Though it is also necessary that the act should only be done to the extent till the permission is granted exceeding the limit would also lead for non-application of relief. For example, if a postman is allowed to enter the house for delivering the dak, but if he went inside the house without permission he would be liable for trespass. Similarly, if the invited guest is asked to sit in the drawing room, he without any permission enters the bedroom he can be liable for trespass.
As in the case of Lakshmi Rajan vs. Malar Hospital Ltd., the old aged women of 40 noticed the lump in her breast. The lump has no effect on her uterus, but during surgery, her uterus was removed without any justification. It was held that the hospital authorities were liable for deficiency in service. It was also held that the patient’s consent for operation did not imply her consent for removal of the uterus.
b. Consent should not be obtained by fraud:
It is necessary that the consent so obtained by fraud would be void and the defence would not be available under such circumstances. As in the case of R. vs. Williams the accused for punished for raping 16 years old minor girl by obtaining consent by fraud under the pretence that his act was an operation to improve her voice. Whereas in the other case of R. vs. Clarence in this case, it was held that a husband was not liable for an offence when the husband failed to make her aware of his condition.
Under the first case the girl was not knowing the nature of activities being done, she was under the misconception of the surgical operation was being done and therefore the accused was liable and the defence was not available for him. Whereas in the second case the wife knew the nature of the act being done regardless that she didn’t know its consequences. Since the consent was given knowingly and without any fraud, the husband was able to save himself.
c. Mere knowledge does not imply assent:
For the successful defence of the doctrine it is necessary that
- The plaintiff knew that the risk is there
- He, knowing the same, agreed to suffer the harm
Mere completion of the first condition doesn’t imply the successful defence as the knowledge doesn’t imply for agreement suffer the risk involved.
As in the case of Bowater vs. Rowley Regis Corporation the plaintiff was a cart driver who was asked by the defendant’s foreman to drive a horse which they both knew was liable to bolt. The plaintiff protested but later took out the horse in obedience to the order. The horse was bolted and the plaintiff was injured thereby. It was held that the defence of volenti non fit injuria can’t be applied as because the first it was master-servant relationship where the master knew the and have knowledge about the risk involved in the act, and also the cart driver didn’t give consent freely as he has to follow his masters order and therefore the plaintiff’s claim was granted, and the defence failed.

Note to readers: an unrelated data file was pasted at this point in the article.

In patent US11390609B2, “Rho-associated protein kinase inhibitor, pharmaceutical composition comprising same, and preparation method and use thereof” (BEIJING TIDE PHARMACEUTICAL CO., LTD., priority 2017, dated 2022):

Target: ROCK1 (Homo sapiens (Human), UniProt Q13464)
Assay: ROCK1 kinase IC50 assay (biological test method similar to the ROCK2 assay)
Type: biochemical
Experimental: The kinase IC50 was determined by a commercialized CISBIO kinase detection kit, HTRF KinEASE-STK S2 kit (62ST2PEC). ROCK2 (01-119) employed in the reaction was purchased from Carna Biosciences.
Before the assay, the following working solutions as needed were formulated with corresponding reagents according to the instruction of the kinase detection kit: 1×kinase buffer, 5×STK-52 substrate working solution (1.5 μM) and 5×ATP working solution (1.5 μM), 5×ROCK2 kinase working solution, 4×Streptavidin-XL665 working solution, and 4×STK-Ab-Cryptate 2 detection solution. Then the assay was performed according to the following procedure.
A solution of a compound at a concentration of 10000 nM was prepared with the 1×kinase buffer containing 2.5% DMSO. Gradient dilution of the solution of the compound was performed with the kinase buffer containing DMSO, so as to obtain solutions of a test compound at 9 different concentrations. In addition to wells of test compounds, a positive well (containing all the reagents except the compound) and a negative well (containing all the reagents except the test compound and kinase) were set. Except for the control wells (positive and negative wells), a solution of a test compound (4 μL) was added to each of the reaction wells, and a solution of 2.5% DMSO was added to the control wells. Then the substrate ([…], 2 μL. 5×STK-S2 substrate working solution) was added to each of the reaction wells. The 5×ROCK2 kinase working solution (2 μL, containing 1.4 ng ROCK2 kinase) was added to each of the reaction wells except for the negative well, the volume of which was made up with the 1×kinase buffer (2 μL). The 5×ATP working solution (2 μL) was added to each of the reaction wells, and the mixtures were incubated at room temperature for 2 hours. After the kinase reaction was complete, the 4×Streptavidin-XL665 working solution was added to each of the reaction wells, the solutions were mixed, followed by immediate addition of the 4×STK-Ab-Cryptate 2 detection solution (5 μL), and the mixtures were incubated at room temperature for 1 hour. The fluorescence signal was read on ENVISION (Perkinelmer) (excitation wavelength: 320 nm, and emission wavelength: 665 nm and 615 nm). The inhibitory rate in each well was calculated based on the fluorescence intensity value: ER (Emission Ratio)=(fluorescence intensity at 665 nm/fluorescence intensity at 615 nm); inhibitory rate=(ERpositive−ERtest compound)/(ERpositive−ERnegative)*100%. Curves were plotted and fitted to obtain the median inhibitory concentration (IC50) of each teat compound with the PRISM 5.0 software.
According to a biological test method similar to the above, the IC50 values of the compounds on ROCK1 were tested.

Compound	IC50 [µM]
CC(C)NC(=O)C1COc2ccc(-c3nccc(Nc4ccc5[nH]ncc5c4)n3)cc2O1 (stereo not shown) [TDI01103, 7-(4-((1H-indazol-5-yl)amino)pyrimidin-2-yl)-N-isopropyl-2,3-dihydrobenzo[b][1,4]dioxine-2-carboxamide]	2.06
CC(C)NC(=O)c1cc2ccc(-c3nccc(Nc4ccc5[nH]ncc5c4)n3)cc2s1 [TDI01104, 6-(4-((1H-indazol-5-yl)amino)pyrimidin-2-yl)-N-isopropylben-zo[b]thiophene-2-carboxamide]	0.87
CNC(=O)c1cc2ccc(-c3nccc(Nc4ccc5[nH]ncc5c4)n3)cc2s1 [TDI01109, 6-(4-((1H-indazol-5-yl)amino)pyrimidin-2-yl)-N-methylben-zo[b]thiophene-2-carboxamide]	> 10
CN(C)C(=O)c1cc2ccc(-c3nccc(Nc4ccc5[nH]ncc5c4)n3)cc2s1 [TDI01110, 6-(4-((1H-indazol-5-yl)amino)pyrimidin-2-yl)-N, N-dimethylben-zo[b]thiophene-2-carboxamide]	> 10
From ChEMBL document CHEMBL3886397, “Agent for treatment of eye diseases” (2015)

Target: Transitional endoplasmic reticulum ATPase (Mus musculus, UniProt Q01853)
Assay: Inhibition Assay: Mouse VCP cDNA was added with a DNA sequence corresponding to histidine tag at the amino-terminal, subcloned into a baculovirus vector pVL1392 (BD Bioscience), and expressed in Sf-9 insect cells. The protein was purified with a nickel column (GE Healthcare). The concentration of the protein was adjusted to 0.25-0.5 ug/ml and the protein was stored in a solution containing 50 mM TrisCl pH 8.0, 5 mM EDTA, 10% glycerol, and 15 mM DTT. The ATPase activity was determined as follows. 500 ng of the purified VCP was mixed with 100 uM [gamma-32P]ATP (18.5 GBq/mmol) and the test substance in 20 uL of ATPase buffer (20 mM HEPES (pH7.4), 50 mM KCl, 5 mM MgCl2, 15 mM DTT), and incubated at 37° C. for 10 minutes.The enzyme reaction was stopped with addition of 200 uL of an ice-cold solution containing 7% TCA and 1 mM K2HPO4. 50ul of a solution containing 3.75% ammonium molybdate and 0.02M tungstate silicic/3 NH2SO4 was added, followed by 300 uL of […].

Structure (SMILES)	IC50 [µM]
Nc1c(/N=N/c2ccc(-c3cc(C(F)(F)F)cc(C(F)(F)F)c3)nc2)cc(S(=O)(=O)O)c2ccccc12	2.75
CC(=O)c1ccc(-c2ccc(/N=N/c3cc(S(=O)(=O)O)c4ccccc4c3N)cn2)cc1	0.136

Yet another case of Smith vs. Baker the plaintiff was an employee working for the defendant for cutting the rock through a drill. The working of his was at the same place from where the stones were being conveyed from one place to another. During his working hours, the stone felt over his head from which the plaintiff got injured. As a result, he files a suit against the defendant. The defendant took the plea that the plaintiff was aware of the risk involved in the working and therefore pleaded the defence of volenti non fit injuria. Against which the judgment was given by the House of Lords that as there was only knowledge of the risk but not the assumption of it and therefore the defence failed and the claim was maintained.
The scope of Doctrine is curtailed in Rescue cases:
Rescue cases form an exception in the applicability of the doctrine. When the plaintiff voluntarily jumps into the risk for saving somebody else, happened because of the wrongful act of the defendant he will not be liable to find shelter under the doctrine of volenti non fit injuria.
As in the case of Haynes vs. Harwood here the defendant’s servant left two-horse van unattended in the street. Nearby there were some children were playing. A boy from one of them threw a stone towards the horse and horse bolted as a result the horse started running here and there. This created danger to women and children in the street living nearby. A policeman saw all this and dived into the scene to prevent the danger. Though he succeeded but was severely injured in doing so. Defendant was held liable, even when the defendant pleaded that he was just a policeman and was doing his duty.
Baker vs. T.E. Hopkins & son in this case, due to the fault on the defendant’s side, the well was filled with the poisonous fumes of the petrol driven pump. Two of his workmen were to overcome by those fumes. Dr Baker was called to save them, he was also told about the risk involved in the same. Even after that, he jumped into the well knowingly of the danger involved. But soon after he was driven out from there, although on the way to the hospital he died. The widow of Dr Baker sued the workman’s employer for compensation. It was held that the defendant was liable for the compensation, as it was the rescue case. Even though he voluntarily agreed to take the risk, the plaintiff was liable to compensation.
Author Details: Niharika Tanwar (Symbiosis Law School, Pune)